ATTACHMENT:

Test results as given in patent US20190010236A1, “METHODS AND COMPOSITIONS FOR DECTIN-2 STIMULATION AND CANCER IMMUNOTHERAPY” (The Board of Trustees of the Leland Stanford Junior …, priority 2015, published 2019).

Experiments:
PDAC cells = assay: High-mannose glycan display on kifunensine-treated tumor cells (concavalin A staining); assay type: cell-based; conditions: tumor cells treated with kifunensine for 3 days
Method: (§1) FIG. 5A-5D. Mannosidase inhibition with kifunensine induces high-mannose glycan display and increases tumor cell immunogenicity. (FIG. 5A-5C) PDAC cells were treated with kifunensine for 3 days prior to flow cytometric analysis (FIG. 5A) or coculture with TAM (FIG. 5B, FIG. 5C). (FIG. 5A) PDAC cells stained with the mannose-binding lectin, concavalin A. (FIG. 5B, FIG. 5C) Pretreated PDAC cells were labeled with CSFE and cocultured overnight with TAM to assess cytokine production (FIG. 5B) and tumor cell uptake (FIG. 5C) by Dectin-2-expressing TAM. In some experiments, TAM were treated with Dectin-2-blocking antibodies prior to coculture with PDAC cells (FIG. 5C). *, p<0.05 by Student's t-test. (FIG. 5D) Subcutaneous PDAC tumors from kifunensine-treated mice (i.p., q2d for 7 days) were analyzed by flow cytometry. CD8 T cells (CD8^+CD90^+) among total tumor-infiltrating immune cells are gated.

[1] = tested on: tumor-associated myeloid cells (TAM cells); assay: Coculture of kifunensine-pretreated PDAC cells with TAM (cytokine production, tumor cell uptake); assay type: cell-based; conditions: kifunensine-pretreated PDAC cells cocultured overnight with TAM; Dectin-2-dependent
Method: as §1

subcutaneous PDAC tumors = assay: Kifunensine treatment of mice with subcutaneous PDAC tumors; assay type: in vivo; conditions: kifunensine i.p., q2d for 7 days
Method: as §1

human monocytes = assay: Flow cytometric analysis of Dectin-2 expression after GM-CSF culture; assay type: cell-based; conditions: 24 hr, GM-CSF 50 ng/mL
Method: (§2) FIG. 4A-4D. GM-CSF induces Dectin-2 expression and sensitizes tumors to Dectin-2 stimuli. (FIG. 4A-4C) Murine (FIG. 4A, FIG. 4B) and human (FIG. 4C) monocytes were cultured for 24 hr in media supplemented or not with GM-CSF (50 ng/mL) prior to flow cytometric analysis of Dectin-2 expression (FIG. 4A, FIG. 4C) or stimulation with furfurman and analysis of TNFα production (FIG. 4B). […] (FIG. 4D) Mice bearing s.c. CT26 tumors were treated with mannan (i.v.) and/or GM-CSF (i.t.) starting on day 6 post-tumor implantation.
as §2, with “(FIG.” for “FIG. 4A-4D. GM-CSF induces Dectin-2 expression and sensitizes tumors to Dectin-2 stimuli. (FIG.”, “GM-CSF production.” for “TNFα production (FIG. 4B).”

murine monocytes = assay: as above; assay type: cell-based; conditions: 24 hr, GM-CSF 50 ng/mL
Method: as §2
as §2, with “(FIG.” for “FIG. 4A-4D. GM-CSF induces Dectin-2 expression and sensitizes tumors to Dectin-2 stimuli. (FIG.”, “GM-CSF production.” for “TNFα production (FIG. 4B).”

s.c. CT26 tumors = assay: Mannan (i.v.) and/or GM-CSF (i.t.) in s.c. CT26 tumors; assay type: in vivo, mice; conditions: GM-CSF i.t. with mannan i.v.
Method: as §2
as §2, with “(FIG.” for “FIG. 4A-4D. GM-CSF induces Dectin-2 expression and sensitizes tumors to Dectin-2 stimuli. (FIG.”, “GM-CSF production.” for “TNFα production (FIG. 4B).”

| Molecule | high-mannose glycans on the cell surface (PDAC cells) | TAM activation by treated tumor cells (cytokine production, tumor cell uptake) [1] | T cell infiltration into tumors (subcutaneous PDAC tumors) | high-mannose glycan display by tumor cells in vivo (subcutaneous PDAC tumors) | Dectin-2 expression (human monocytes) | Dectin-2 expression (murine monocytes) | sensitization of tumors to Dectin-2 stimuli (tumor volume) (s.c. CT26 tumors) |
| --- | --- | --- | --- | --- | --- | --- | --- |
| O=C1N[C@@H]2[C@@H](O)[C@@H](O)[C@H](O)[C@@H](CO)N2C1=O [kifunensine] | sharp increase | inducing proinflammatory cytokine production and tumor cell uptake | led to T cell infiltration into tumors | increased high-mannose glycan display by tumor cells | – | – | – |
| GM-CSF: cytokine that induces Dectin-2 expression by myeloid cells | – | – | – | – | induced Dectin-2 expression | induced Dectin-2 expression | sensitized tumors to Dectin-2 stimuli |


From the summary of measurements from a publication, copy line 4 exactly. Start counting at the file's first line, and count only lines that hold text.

Method: (§1) FIG. 5A-5D. Mannosidase inhibition with kifunensine induces high-mannose glycan display and increases tumor cell immunogenicity. (FIG. 5A-5C) PDAC cells were treated with kifunensine for 3 days prior to flow cytometric analysis (FIG. 5A) or coculture with TAM (FIG. 5B, FIG. 5C). (FIG. 5A) PDAC cells stained with the mannose-binding lectin, concavalin A. (FIG. 5B, FIG. 5C) Pretreated PDAC cells were labeled with CSFE and cocultured overnight with TAM to assess cytokine production (FIG. 5B) and tumor cell uptake (FIG. 5C) by Dectin-2-expressing TAM. In some experiments, TAM were treated with Dectin-2-blocking antibodies prior to coculture with PDAC cells (FIG. 5C). *, p<0.05 by Student's t-test. (FIG. 5D) Subcutaneous PDAC tumors from kifunensine-treated mice (i.p., q2d for 7 days) were analyzed by flow cytometry. CD8 T cells (CD8^+CD90^+) among total tumor-infiltrating immune cells are gated.